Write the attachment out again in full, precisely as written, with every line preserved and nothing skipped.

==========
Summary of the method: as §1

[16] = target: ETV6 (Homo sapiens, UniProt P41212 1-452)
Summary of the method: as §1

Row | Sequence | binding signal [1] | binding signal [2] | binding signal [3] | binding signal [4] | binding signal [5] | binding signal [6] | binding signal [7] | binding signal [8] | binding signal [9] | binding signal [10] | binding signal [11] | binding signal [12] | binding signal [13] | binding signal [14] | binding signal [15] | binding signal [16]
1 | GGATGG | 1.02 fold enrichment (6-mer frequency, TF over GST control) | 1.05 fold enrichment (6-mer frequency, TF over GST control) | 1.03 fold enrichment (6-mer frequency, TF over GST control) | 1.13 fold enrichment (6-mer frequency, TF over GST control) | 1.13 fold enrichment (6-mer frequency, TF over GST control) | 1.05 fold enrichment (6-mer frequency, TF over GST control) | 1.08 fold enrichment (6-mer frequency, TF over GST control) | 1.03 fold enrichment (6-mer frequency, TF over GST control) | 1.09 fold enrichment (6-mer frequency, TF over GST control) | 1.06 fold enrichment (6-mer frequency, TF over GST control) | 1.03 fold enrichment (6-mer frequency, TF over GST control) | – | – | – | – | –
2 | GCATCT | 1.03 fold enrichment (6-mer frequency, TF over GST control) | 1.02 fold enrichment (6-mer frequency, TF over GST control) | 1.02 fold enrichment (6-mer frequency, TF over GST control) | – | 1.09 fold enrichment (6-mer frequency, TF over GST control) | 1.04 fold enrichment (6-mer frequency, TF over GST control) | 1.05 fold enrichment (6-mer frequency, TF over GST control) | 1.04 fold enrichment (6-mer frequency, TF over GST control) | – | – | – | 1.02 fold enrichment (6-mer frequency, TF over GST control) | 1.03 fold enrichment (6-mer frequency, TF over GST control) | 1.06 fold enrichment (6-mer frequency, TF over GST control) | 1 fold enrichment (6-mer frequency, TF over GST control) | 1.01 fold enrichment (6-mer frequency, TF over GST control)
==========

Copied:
Summary of the method: as §1

[16] = target: ETV6 (Homo sapiens, UniProt P41212 1-452)
Summary of the method: as §1

Row | Sequence | binding signal [1] | binding signal [2] | binding signal [3] | binding signal [4] | binding signal [5] | binding signal [6] | binding signal [7] | binding signal [8] | binding signal [9] | binding signal [10] | binding signal [11] | binding signal [12] | binding signal [13] | binding signal [14] | binding signal [15] | binding signal [16]
1 | GGATGG | 1.02 fold enrichment (6-mer frequency, TF over GST control) | 1.05 fold enrichment (6-mer frequency, TF over GST control) | 1.03 fold enrichment (6-mer frequency, TF over GST control) | 1.13 fold enrichment (6-mer frequency, TF over GST control) | 1.13 fold enrichment (6-mer frequency, TF over GST control) | 1.05 fold enrichment (6-mer frequency, TF over GST control) | 1.08 fold enrichment (6-mer frequency, TF over GST control) | 1.03 fold enrichment (6-mer frequency, TF over GST control) | 1.09 fold enrichment (6-mer frequency, TF over GST control) | 1.06 fold enrichment (6-mer frequency, TF over GST control) | 1.03 fold enrichment (6-mer frequency, TF over GST control) | – | – | – | – | –
2 | GCATCT | 1.03 fold enrichment (6-mer frequency, TF over GST control) | 1.02 fold enrichment (6-mer frequency, TF over GST control) | 1.02 fold enrichment (6-mer frequency, TF over GST control) | – | 1.09 fold enrichment (6-mer frequency, TF over GST control) | 1.04 fold enrichment (6-mer frequency, TF over GST control) | 1.05 fold enrichment (6-mer frequency, TF over GST control) | 1.04 fold enrichment (6-mer frequency, TF over GST control) | – | – | – | 1.02 fold enrichment (6-mer frequency, TF over GST control) | 1.03 fold enrichment (6-mer frequency, TF over GST control) | 1.06 fold enrichment (6-mer frequency, TF over GST control) | 1 fold enrichment (6-mer frequency, TF over GST control) | 1.01 fold enrichment (6-mer frequency, TF over GST control)